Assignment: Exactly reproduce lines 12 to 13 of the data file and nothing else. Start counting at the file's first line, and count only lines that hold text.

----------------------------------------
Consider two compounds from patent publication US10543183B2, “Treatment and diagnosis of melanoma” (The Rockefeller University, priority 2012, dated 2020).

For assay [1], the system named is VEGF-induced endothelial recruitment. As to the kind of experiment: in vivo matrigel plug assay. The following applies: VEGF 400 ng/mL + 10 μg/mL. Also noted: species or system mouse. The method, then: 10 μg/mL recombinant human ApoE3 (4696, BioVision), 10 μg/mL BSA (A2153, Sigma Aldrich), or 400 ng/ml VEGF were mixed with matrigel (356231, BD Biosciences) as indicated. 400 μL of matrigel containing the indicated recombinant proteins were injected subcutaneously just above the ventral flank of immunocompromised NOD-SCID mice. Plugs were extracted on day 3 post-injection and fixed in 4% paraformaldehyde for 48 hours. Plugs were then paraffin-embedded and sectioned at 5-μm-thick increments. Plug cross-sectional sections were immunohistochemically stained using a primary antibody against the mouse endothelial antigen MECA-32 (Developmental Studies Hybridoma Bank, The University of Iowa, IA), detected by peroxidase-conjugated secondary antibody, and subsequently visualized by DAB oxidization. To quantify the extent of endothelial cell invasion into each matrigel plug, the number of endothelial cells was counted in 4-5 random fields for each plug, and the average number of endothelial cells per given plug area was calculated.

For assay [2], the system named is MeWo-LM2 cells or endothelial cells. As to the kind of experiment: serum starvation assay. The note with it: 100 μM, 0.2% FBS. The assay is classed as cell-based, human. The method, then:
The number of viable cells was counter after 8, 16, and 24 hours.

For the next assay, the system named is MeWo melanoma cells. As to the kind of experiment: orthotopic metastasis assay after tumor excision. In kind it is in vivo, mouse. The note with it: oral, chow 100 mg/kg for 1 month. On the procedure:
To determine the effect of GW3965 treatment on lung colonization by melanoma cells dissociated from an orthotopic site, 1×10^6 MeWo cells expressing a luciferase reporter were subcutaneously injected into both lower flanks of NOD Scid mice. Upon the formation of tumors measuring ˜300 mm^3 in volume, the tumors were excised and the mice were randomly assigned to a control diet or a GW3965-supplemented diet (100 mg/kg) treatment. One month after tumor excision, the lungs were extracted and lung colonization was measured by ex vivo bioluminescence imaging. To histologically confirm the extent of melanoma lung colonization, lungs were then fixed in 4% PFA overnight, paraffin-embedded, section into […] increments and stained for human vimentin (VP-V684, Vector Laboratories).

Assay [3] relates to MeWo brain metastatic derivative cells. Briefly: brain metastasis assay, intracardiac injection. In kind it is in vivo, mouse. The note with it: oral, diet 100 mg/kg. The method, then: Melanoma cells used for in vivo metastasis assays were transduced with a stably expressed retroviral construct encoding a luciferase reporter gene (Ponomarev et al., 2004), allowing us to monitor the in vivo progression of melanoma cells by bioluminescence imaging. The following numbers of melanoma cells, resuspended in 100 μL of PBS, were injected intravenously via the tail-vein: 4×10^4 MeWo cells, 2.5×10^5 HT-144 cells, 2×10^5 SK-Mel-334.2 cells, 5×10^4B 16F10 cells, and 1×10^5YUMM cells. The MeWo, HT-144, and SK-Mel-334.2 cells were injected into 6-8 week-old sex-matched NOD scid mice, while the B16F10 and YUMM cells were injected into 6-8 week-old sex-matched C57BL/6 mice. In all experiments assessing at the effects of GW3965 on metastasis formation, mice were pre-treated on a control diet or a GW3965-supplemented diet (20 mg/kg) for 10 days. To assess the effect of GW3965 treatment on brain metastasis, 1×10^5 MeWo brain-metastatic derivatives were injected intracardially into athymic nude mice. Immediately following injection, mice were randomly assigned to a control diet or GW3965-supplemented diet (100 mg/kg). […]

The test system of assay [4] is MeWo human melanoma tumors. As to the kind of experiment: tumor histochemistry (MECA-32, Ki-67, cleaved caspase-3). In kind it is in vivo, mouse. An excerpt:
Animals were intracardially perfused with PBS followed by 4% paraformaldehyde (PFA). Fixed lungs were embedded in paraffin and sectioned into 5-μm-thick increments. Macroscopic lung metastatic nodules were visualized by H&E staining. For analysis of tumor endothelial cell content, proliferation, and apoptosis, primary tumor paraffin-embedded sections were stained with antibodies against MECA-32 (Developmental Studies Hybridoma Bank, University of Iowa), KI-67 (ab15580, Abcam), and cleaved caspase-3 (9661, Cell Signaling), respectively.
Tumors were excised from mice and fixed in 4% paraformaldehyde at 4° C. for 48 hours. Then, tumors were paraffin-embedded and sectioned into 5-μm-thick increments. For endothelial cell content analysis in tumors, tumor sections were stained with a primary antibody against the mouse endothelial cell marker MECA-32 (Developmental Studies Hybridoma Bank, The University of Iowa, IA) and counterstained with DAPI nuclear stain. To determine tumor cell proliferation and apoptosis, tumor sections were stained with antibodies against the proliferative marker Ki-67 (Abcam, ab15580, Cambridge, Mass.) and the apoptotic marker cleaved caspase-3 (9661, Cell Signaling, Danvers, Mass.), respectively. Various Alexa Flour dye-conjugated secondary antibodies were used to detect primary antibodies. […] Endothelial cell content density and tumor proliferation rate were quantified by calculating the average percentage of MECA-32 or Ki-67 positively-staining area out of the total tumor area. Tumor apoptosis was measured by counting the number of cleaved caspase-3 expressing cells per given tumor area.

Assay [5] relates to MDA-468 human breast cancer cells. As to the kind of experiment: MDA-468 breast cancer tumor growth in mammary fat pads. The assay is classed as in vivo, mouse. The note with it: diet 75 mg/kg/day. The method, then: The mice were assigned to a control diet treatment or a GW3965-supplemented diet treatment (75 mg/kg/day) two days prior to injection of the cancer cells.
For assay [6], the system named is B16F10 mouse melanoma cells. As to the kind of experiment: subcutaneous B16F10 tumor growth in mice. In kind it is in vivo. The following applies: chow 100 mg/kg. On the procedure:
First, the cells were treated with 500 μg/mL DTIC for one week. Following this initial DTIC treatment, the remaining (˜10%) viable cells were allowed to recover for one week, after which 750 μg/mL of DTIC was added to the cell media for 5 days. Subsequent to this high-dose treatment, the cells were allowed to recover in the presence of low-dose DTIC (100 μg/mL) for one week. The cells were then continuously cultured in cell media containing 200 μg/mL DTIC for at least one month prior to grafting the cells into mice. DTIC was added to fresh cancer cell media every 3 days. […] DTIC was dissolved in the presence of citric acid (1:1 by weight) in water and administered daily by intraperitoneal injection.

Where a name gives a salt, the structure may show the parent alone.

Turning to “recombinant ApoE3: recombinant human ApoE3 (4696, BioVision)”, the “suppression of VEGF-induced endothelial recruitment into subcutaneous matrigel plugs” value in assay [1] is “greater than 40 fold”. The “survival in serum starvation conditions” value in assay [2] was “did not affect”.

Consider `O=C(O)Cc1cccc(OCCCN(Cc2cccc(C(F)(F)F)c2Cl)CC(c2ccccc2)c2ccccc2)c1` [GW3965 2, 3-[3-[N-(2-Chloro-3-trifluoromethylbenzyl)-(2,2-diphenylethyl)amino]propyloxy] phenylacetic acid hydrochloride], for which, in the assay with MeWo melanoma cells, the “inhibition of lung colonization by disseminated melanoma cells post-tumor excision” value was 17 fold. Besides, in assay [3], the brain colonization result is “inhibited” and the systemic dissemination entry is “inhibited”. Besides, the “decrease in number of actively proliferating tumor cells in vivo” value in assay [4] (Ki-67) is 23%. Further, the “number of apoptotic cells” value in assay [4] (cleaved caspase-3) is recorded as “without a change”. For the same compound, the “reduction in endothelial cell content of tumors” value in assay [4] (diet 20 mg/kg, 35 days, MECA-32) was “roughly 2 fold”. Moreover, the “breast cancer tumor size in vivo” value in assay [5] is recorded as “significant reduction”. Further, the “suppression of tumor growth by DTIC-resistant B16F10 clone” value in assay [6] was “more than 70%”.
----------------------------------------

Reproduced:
For assay [6], the system named is B16F10 mouse melanoma cells. As to the kind of experiment: subcutaneous B16F10 tumor growth in mice. In kind it is in vivo. The following applies: chow 100 mg/kg. On the procedure:
First, the cells were treated with 500 μg/mL DTIC for one week. Following this initial DTIC treatment, the remaining (˜10%) viable cells were allowed to recover for one week, after which 750 μg/mL of DTIC was added to the cell media for 5 days. Subsequent to this high-dose treatment, the cells were allowed to recover in the presence of low-dose DTIC (100 μg/mL) for one week. The cells were then continuously cultured in cell media containing 200 μg/mL DTIC for at least one month prior to grafting the cells into mice. DTIC was added to fresh cancer cell media every 3 days. […] DTIC was dissolved in the presence of citric acid (1:1 by weight) in water and administered daily by intraperitoneal injection.